There was a time when one's height, weight and overall appearance were used to conclude if a person was overweight. As the health care field progressed, we were introduced to the term body mass index.
BMI still relies on the correlation between height and weight, but it offers a more accurate assessment of one's condition. Adults who have a BMI between 25 and 29.9 are considered overweight, according to the Centers for Disease Control. Those with a BMI of 30 or higher are considered obese.
Obesity rates are paid close attention by health care officials and government leaders, as disease rates and health care costs expand right along with waistlines. A report out this week predicts dramatic increases during the next 20 years in Kansas and throughout the country. America's getting bigger, and we're all paying the price.
"This study shows us two futures for America's health," said Dr. Risa Lavizzo-Mourey, president and CEO of the Robert Wood Johnson Foundation which produced the report along with Trust for America's Health. "At every level of government, we must pursue policies that preserve health, prevent disease and reduce health care costs. Nothing less is acceptable."
The report, titled "F as in Fat: How Obesity Threatens America's Future 2012," is an annual analysis that for the first time is projecting this far into the future. If current trendlines continue, our problems will be huge.
Kansas, which already claims 30 percent of its population as obese, is predicted to hit 62 percent by the year 2030. The related health care costs could climb 11.2 percent as a result.
That is a super-sized problem. The analysis suggests the increase will result in 367,777 new cases of type 2 diabetes, 769,578 new cases of coronary heart disease and stroke, 713,158 new cases of hypertension, 460,030 new cases of arthritis, and 106,322 new cases of obesity-related cancer in Kansas.
The national picture isn't much better. Across the country, 36 percent of Americans are obese. The report predicts that figure to reach 50 percent. Thirteen states will be in excess of 60 percent, like Kansas. Thirty-nine states will surpass 50 percent. Neighboring Colorado, which will be the thinnest state, will have 45 percent of its population in this category.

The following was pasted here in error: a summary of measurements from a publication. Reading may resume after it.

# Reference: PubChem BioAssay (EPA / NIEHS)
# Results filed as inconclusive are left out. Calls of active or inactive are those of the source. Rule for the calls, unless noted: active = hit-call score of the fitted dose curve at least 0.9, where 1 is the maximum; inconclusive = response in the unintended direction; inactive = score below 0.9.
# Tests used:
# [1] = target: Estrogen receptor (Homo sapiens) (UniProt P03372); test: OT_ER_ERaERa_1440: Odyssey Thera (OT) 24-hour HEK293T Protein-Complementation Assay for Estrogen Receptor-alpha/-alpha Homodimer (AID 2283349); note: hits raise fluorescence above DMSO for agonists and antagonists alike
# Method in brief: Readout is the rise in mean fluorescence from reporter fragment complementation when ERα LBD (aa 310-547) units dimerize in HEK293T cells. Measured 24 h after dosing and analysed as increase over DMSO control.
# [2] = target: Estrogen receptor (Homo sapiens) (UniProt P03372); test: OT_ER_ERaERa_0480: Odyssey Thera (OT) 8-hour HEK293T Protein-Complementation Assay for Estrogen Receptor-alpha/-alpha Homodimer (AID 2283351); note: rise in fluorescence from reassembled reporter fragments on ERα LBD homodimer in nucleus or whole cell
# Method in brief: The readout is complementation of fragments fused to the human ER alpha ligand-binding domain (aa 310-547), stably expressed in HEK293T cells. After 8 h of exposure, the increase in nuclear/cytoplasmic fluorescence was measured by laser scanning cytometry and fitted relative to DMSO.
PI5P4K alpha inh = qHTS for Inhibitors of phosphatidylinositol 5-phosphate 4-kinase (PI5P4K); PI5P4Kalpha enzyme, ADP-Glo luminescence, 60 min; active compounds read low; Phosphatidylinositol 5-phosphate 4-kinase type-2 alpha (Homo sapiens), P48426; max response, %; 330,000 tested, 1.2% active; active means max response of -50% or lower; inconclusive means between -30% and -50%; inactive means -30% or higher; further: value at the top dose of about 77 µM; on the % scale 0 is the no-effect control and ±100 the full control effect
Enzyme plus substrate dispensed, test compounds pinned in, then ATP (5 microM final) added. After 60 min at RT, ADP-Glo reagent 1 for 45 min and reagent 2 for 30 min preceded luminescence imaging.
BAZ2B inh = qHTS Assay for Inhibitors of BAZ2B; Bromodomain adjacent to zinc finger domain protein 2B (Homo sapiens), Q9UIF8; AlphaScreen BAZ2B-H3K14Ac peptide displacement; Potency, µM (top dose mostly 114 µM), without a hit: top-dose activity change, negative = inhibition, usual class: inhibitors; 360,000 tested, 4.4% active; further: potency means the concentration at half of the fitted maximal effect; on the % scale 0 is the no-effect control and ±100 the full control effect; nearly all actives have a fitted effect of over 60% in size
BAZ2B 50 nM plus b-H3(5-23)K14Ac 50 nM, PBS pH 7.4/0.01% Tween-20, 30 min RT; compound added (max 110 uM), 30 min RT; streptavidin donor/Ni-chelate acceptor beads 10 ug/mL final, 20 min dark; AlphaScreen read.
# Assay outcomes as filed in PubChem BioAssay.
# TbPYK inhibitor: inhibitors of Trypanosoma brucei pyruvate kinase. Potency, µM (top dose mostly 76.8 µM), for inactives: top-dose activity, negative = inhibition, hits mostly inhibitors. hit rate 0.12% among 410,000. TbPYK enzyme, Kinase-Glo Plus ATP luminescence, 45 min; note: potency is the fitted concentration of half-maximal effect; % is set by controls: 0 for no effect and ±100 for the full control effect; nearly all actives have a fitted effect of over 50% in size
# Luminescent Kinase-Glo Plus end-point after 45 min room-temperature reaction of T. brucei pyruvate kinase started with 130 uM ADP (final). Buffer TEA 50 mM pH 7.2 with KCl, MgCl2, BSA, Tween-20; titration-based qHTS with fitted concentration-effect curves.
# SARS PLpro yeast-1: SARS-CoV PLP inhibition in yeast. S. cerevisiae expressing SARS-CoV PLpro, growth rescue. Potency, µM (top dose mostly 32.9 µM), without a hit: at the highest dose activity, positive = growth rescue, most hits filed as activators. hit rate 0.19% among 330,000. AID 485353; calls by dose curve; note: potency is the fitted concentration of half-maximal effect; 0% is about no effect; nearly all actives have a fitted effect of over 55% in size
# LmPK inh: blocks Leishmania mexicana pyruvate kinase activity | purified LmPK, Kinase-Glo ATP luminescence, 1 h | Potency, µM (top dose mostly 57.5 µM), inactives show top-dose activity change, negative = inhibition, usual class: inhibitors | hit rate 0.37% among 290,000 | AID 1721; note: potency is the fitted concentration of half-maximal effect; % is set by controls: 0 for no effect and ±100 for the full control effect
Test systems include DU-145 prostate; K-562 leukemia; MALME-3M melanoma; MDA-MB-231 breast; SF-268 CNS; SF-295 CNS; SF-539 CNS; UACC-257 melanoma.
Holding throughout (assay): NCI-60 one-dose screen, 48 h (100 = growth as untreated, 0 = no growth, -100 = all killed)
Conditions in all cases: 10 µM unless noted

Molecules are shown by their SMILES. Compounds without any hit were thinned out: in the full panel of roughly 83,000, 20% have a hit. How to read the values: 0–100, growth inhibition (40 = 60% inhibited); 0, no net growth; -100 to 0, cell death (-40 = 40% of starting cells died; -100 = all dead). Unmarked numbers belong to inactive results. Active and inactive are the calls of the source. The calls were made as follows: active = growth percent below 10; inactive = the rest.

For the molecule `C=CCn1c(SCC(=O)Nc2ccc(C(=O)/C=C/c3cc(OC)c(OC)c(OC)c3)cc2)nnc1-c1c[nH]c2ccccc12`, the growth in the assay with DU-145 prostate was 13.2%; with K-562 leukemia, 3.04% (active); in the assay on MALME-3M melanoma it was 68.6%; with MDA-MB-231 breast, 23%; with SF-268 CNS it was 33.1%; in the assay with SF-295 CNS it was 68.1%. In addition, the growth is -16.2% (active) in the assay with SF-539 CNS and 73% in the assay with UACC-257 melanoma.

Current estimates of the medical cost to treat adult obesity range from $147 billion to $210 billion annually. The yearly number is expected to jump anywhere between $48 billion and $66 billion by 2030. Additionally, annual economic productivity will drop between $390 billion and $580 billion by that year.
To avoid or at least lessen such a heavy economic toll on the country and the individual health effects, the report does offer common-sense solutions. No surprise, all focus on losing weight.
"We know a lot more about how to prevent obesity than we did 10 years ago," said Jeff Levi, Ph.D., executive director of TFAH. "This report also outlines how policies like increasing physical activity time in schools and making fresh fruits and vegetables more affordable can help make healthier choices easier. Small changes can add up to a big difference. Policy changes can help make healthier choices easier for Americans in their daily lives."
The policies include implementing the new school meal standards, updating nutrition standards for snacks and beverages in schools, investing in prevention measures, prioritizing physicial activity, and expanding support beyond the doctor's office.
America and Kansas are not just getting fatter, we're creating an epidemic that will affect all of us. We now have a good idea what the costs soon will become. Do we have the will to do something about it?
We can only hope.
Editorial by Patrick Lowry